pack, use the same rules hikers use when they are carrying their packs for days at a time. Put the heaviest items in first and close to your back. Start with the heavy textbooks and notebooks, then put in the smaller books, note cards etc. Avoid putting anything heavy at the top of the pack or on the outside. Those areas should be reserved for something light like a jacket at the top or pens and pencils in the outer part. Now that the pack is loaded properly, it should be centered over and fit snuggly against your child’s back. Feel along your side until you hit the top of your pelvis and draw a straight line around to your back. This marks the top of your pelvis and where the bottom of the pack should sit. Extremely important is how the pack is carried. Your child should always use both shoulder straps at the same time. Even when both straps are used, it causes postural changes. A backpack carried on both shoulders will cause the trunk to bend forward and make the wearer stick
their head out forward. If the pack is carried on only one shoulder, the postural changes are much greater. The lopsided load now causes the shoulder it is carried on to elevate and shift backward and the trunk shifts to the side away from the load. This is the body’s response to the uneven load and trying to maintain its center of gravity. The greater the load and the longer it is carried only increase these postural shifts. One way to avoid stressing the spine at all is to use a pack that has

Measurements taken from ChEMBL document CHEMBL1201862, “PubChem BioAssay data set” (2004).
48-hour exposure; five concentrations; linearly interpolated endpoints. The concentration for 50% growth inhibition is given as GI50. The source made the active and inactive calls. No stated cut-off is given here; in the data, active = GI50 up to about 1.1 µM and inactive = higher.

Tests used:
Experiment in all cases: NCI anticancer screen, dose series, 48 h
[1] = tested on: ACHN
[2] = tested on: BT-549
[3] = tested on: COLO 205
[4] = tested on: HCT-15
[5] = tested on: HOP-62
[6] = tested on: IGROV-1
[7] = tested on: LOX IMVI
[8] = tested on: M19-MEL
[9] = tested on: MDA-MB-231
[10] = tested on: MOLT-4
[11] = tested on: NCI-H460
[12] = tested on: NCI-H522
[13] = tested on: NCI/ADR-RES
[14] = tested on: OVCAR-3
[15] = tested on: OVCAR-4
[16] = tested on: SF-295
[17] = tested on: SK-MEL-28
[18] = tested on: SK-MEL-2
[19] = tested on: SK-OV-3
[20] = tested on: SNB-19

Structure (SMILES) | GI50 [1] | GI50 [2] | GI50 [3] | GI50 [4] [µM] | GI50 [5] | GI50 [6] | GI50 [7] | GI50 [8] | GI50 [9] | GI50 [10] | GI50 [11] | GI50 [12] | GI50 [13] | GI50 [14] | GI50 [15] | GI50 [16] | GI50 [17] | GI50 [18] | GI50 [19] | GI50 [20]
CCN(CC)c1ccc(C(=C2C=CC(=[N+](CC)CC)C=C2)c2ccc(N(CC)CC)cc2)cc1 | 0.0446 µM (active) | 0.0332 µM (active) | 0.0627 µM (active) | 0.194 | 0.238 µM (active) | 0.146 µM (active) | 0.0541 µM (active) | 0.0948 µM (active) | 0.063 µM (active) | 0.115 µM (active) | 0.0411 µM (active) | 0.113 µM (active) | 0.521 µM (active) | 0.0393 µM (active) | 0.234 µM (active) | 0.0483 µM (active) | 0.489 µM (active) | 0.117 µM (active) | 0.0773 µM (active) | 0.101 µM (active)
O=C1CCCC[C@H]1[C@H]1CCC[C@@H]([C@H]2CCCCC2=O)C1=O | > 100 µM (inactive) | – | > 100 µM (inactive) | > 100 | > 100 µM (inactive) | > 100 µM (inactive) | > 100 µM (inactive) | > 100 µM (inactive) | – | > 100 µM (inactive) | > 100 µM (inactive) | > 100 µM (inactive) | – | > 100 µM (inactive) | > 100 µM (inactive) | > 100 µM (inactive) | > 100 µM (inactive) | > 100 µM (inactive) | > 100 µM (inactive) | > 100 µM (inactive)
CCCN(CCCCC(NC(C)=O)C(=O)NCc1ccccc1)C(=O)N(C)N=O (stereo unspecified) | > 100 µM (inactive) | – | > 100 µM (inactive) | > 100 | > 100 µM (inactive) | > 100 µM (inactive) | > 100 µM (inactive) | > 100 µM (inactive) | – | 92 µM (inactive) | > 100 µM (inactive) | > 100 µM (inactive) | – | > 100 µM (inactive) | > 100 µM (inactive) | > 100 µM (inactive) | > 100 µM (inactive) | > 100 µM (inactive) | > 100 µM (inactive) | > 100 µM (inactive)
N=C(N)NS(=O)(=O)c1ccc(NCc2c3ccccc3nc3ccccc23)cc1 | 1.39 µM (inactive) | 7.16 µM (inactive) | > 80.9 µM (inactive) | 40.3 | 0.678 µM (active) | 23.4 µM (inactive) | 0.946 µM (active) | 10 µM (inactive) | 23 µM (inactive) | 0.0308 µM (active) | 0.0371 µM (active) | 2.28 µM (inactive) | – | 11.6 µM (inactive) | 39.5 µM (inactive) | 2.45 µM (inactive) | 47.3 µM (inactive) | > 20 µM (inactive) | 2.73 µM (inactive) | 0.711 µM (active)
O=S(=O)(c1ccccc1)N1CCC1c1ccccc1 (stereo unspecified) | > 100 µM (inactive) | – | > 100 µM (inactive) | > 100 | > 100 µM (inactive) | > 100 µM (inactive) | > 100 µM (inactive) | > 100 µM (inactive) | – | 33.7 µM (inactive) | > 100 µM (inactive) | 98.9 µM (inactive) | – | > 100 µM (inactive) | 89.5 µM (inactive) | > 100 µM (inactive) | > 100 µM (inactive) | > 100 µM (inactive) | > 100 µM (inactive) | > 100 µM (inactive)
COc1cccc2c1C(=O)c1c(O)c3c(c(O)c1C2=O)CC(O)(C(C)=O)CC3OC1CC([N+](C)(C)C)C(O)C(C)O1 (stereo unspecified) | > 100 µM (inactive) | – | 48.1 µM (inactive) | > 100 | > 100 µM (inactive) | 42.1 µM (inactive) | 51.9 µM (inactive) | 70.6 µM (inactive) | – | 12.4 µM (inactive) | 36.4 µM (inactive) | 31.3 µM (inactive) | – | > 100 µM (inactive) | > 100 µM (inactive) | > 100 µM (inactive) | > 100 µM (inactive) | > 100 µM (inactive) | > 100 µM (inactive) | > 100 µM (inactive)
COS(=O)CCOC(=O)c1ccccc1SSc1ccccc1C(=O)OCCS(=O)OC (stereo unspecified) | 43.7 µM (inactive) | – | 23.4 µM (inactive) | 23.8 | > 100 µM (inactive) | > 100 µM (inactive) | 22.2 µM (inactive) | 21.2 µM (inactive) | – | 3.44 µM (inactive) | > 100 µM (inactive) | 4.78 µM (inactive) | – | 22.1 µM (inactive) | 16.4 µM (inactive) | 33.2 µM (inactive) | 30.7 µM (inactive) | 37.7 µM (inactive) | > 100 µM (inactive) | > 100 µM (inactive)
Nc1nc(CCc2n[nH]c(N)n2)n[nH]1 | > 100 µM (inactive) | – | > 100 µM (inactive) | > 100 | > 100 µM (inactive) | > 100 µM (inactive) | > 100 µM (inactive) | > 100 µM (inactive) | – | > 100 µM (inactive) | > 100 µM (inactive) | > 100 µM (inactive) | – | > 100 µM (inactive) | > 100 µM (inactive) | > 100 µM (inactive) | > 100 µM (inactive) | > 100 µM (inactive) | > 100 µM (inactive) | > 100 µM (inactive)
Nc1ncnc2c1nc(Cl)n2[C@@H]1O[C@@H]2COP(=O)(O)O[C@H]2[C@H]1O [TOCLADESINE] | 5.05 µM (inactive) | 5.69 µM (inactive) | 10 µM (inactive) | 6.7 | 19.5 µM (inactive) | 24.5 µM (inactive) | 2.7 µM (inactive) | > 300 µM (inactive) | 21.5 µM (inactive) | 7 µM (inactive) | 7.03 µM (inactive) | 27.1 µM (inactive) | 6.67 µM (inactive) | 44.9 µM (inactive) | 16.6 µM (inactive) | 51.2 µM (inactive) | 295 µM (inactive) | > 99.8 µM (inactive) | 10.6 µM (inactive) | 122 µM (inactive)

wheels. Many packs are now available that work just like a regular pack, but have wheels on the bottom, with a retractable handle on top, and allow you to just roll it along behind you
and not have to carry it all. This is the best choice if your child has to carry a lot of weight.
Carrying heavy loads for long periods of time can cause damage to the discs, ligaments, and joints of the spine. Protect your child’s spine with a quality backpack that is loaded and carried properly.
Dr. Scott Szela is a Chiropractor focusing on structural correction of the spine and practicing at Chiropractic Works in Hudson. For more information on this topic or to schedule a complimentary consultation or backpack check, contact our office at 595-2205 or visit us at www. chiropracticworksNH.com
Five time-saving tips for simplifying your back-to-school routine